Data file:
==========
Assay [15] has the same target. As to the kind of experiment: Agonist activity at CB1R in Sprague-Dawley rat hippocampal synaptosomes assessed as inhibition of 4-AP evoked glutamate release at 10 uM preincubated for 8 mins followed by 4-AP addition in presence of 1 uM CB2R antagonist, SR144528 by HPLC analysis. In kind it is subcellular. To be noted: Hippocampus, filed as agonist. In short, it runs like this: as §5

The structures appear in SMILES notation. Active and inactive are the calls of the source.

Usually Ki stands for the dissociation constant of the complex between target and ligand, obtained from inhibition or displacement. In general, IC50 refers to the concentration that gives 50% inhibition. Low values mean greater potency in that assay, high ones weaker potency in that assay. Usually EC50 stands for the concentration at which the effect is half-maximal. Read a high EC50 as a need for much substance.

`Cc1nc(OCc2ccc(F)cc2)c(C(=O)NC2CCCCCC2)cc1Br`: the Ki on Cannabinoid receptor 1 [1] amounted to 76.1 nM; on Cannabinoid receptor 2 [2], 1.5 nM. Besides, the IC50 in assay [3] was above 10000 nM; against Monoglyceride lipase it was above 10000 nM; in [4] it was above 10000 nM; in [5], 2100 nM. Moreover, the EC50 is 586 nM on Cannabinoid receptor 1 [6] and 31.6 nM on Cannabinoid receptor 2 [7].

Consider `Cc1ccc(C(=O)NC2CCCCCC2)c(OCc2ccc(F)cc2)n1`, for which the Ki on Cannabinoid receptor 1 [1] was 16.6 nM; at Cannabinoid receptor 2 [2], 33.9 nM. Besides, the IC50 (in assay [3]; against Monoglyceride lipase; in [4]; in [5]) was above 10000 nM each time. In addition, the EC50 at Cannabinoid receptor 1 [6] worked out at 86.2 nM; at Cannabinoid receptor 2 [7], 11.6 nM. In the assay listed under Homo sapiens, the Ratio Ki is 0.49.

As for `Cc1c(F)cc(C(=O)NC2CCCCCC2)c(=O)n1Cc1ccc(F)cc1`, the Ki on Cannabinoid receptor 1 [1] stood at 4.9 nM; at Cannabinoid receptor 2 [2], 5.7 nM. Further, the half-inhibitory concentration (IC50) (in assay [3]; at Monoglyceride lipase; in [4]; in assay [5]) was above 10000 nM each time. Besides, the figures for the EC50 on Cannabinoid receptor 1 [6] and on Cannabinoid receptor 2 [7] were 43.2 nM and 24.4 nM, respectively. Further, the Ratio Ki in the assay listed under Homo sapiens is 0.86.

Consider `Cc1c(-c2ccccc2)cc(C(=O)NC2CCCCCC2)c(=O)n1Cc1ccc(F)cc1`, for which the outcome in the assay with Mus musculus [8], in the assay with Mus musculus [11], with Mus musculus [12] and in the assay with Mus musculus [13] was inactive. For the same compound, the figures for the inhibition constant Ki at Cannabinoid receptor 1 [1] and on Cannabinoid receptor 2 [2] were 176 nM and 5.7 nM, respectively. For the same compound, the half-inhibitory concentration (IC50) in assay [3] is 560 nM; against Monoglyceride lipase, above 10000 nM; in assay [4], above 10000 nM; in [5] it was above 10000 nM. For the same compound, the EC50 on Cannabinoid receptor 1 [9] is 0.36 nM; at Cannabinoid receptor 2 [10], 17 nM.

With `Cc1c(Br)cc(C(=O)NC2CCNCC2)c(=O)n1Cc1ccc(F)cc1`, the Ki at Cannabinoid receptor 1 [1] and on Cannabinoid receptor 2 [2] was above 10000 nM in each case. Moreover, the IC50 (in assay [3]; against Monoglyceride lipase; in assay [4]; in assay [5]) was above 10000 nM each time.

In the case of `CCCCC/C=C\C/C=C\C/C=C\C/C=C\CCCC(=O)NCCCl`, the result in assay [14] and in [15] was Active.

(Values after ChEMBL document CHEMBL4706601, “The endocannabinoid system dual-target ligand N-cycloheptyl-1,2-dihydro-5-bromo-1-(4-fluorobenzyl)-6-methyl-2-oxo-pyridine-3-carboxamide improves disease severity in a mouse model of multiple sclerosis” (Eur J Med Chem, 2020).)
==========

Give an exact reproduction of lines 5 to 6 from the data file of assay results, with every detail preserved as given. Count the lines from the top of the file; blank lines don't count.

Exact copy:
Consider `Cc1ccc(C(=O)NC2CCCCCC2)c(OCc2ccc(F)cc2)n1`, for which the Ki on Cannabinoid receptor 1 [1] was 16.6 nM; at Cannabinoid receptor 2 [2], 33.9 nM. Besides, the IC50 (in assay [3]; against Monoglyceride lipase; in [4]; in [5]) was above 10000 nM each time. In addition, the EC50 at Cannabinoid receptor 1 [6] worked out at 86.2 nM; at Cannabinoid receptor 2 [7], 11.6 nM. In the assay listed under Homo sapiens, the Ratio Ki is 0.49.

As for `Cc1c(F)cc(C(=O)NC2CCCCCC2)c(=O)n1Cc1ccc(F)cc1`, the Ki on Cannabinoid receptor 1 [1] stood at 4.9 nM; at Cannabinoid receptor 2 [2], 5.7 nM. Further, the half-inhibitory concentration (IC50) (in assay [3]; at Monoglyceride lipase; in [4]; in assay [5]) was above 10000 nM each time. Besides, the figures for the EC50 on Cannabinoid receptor 1 [6] and on Cannabinoid receptor 2 [7] were 43.2 nM and 24.4 nM, respectively. Further, the Ratio Ki in the assay listed under Homo sapiens is 0.86.